This year’s Black History Month theme is “Black Health and Wellness.” This seems particularly relevant as we cross the two-year mark in a global pandemic that has disproportionally impacted Black Americans.
We have officially celebrated Black History Month since 1976, when President Gerald Ford recognized it to honor the often-neglected accomplishments of Black Americans throughout American history. However, recognizing past contributions is only part of why we celebrate Black History Month. This year’s theme highlights the importance of not only acknowledging our true past but evaluating our present in order to improve the future health and wellness of Black Americans and, therefore, our country.
Historically, Black bodies have been exploited for the sake of scientific advancement. Beginning with the experimentation on enslaved Black men, women and children through the end of the Civil War, to Henrietta Lacks, whose cells were first used without her permission in 1951, to the Tuskgee trials that ran from 1932 to 1972 in which African American men who suffered from syphilis were promised—and then denied—treatment. Today, African Americans are underrepresented in clinical trials, in part due to this dark past. Regarding the COVID-19 pandemic, many talk about vaccine hesitancy and skepticism among Black Americans, but much less often talk about the reasoning behind it. The only way to improve outcomes for our patients and ourselves is to have a diverse group of decision makers who will consider these and other ideologies.
For years, Hopkins has made efforts to ensure our workforce accurately depicts the diversity of the populations we serve. In 2016, African Americans made up about 31 percent of the population of Maryland. In FY17, among all six Johns Hopkins Hospitals, African Americans made up about 29 percent of Johns Hopkins employees and 31 percent of patients. Representation is important in ensuring health and wellness not only because it is now widely accepted that patients do better with a provider of similar race or ethnicity, but because it can also improve mentor/mentee relationships and encourage a more diverse leadership. A diverse workforce is necessary in order for Hopkins to remain among the top hospitals, research universities and training programs in the country, especially in this era where social injustice is at the forefront and an employer’s values can weigh heavily on where sought-after individuals choose to work. Considering the Black persons make up almost two thirds of the population of Baltimore City, it is clear we still have work to do.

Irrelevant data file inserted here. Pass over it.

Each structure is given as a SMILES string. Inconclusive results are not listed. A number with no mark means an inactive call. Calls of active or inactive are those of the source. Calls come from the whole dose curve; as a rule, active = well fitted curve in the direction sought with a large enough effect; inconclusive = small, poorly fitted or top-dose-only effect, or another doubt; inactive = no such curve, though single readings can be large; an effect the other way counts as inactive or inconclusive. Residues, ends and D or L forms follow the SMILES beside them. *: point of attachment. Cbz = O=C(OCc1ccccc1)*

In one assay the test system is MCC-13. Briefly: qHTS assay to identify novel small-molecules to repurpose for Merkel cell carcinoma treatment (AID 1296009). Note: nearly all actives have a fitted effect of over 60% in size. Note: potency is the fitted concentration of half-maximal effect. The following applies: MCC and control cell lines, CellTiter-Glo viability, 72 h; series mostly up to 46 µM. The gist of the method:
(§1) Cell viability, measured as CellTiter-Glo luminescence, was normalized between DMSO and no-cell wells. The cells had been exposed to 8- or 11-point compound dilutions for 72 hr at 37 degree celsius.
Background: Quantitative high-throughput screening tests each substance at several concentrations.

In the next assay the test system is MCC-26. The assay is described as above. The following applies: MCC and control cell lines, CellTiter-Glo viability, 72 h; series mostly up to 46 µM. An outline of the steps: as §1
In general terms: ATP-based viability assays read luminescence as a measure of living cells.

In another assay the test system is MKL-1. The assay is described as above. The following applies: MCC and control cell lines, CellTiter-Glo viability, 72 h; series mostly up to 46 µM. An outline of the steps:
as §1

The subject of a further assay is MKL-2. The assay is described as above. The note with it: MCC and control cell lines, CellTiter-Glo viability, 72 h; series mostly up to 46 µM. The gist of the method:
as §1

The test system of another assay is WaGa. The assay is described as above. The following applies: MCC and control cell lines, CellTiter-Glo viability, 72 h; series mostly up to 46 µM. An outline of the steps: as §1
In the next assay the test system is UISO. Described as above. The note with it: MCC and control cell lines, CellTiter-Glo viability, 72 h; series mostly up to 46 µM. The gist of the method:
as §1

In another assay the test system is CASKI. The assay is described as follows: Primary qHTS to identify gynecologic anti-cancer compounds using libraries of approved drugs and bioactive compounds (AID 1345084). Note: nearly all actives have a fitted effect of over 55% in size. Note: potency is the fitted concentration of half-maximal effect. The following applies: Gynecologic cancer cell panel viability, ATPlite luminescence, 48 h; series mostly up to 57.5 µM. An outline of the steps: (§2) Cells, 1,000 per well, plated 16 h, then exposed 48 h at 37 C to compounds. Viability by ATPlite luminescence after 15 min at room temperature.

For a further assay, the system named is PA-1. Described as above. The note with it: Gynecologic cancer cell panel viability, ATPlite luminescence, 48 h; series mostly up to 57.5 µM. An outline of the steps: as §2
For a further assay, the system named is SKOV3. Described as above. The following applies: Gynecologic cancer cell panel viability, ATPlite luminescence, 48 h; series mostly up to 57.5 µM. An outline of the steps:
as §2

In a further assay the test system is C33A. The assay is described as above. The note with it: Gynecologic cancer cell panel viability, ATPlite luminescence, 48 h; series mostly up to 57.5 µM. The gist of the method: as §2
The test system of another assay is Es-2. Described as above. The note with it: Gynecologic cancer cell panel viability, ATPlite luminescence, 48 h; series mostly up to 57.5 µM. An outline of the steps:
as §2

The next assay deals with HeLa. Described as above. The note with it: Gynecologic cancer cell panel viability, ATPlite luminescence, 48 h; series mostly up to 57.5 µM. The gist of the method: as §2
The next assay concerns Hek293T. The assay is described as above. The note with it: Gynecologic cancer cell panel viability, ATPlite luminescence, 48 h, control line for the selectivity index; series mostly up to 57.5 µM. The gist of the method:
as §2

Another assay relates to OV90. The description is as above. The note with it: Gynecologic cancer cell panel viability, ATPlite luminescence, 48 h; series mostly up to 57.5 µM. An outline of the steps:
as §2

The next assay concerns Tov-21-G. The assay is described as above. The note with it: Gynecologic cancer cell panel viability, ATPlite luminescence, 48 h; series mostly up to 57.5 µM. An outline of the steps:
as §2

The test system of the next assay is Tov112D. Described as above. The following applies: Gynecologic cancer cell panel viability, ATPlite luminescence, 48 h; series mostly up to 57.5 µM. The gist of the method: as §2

The next step is encouraging an environment where Black employees can succeed and flourish both now and in the future. The Hopkins Diaspora, created in August 2019, is an Employee Resource Group that operates within JHM’s Office of Diversity, Inclusion and Health Equity created to help foster an inclusive workplace. The group now has more than 370 members and has held workshops, free legal clinics and panel discussions for members of Hopkins and the surrounding communities. Within the DOM, we have the DOM Diversity Council, established in 2002 to promote increased recruitment, retention and advancement of faculty, fellows and residents from groups under-represented in medicine as well as to promote an inclusive environment across the department.
We hope you were able to take advantage of some of the Black History Month events happening across Hopkins. There is still time to register for a panel discussion and Q&A on COVID-19’s Impact on Black Communities in American on Monday, February 28 from 2-3 p.m. sponsored by JHU’s Black Faculty and Staff Association. The event is free for all Hopkins employees and aims to highlight the impact of COVID-19 on Black Americans and work being done to increase vaccine awareness. To register, click here. In addition, the JHM Office of Diversity, Inclusion and Health Equity has regular workshops and events including monthly office hours sessions with leadership. Learn more.
Black History Month is about seeing the full picture of U.S. history versus just the parts that have been highlighted in the past. The dark parts of the picture are not always easy to look at, but they are a necessary part of understanding current circumstances and improving the future for all.